By Shawn Langlois, MarketWatch
Only about 1% of the 30 million or so people who contribute to their Fidelity retirement accounts have managed to save at least $1 million. The average 401(k) balance hovers around the $100,000 mark.
So, it must be near impossible for regular folks to reach seven-figures heading into those golden years, eh? However, the numbers suggest otherwise.
In a post resurfaced on the” “Wealth of Common Sense” on Thursday, Ben Carlson of Ritholtz Wealth Management shows what it takes to hit $1 million by 65 years old. The key, as you probably already know, is getting started young and, ideally, putting away the full $19,000 allowed in 401(k) contributions.
The problem, of course, is that so few investors actually save that much. Vanguard research shows that just 4% of those earning $50,000 and only 11% of participants earning between $50,000 and $100,000 max out contributions. The number rises to 32% for those making more than six figures.
For those who hit their maximum allottable savings, the path doesn’t look all that daunting, as you can see by this chart, which uses the 2018 max of $18,500:
In other words, if you start investing at a younger age, around 30, the market only needs to return on average a not-too-unreasonable 2.2% to hit 401(k) millionaire-dom, compared against the roughly 9% average return an investor would need to generate starting at, say, 45.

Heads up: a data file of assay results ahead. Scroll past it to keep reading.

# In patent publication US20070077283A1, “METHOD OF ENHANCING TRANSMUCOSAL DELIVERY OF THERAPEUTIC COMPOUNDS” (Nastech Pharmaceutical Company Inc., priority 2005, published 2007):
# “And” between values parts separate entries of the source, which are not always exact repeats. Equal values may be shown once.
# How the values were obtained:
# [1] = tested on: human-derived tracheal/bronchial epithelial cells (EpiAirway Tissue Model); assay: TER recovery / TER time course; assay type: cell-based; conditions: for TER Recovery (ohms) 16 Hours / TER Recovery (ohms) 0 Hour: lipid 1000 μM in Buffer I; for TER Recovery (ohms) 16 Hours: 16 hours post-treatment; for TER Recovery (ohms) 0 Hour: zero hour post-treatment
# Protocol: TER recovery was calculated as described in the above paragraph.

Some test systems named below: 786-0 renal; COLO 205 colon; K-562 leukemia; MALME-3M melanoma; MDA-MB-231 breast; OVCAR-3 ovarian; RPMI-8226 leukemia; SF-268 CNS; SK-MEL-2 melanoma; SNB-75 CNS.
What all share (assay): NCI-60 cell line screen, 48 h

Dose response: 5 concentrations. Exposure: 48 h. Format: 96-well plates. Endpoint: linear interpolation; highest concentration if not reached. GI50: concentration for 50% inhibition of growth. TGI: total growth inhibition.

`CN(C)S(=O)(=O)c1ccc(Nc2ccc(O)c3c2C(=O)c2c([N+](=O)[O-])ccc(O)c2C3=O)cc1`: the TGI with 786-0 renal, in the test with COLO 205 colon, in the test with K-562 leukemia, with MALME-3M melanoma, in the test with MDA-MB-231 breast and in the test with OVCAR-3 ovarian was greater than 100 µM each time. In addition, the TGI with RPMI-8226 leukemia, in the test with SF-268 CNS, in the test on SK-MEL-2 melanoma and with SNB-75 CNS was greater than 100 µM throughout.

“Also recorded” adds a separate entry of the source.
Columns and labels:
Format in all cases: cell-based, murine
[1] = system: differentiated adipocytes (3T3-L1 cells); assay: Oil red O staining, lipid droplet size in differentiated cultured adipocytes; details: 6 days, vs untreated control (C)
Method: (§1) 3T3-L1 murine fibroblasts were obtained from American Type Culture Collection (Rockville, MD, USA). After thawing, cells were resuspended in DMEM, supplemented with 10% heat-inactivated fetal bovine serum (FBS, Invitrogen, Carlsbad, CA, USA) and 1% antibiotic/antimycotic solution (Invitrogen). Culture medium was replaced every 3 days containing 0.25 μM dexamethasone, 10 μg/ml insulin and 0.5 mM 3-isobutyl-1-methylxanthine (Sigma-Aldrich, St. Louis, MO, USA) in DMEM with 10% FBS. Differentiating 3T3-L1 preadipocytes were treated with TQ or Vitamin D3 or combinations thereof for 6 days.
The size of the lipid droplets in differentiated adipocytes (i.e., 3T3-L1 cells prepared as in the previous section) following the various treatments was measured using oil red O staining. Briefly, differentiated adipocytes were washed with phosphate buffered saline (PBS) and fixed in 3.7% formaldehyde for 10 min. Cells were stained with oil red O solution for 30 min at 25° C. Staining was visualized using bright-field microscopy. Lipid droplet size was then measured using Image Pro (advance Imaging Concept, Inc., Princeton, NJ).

“The required returns to hit $1 million for someone who maxes out their 401(k) in their 30s is a fairly low hurdle rate,” Carlson pointed out. “Wait to start saving until you’re in your late-40s or 50s and it is much harder to get to seven figures.”
He acknowledges, however, that most people would be more comfortable steadily increasing their contributions rather than maxing out from the beginning. In that case, he offered up this path for 30-year-olds aiming to reach $1 million by 65.
“Everything looks easier on paper than in real life, especially when money’s involved,” he said. “It would be irrational of me to suggest ‘everyone’ should be able to be a 401(k) millionaire because getting your finances in order is no easy task.”
Meanwhile, the stock market continues to do its part in helping nudge investors toward that goal. The S&P 500 /zigman2/quotes/210599714/realtime SPX -0.06% on Tuesday posted a record close for the first time since Sept. 20. The Nasdaq Composite Index /zigman2/quotes/210598365/realtime COMP +0.24% also hit a new high, while the Dow /zigman2/quotes/210598065/realtime DJIA -0.36% is closing in on uncharted territory.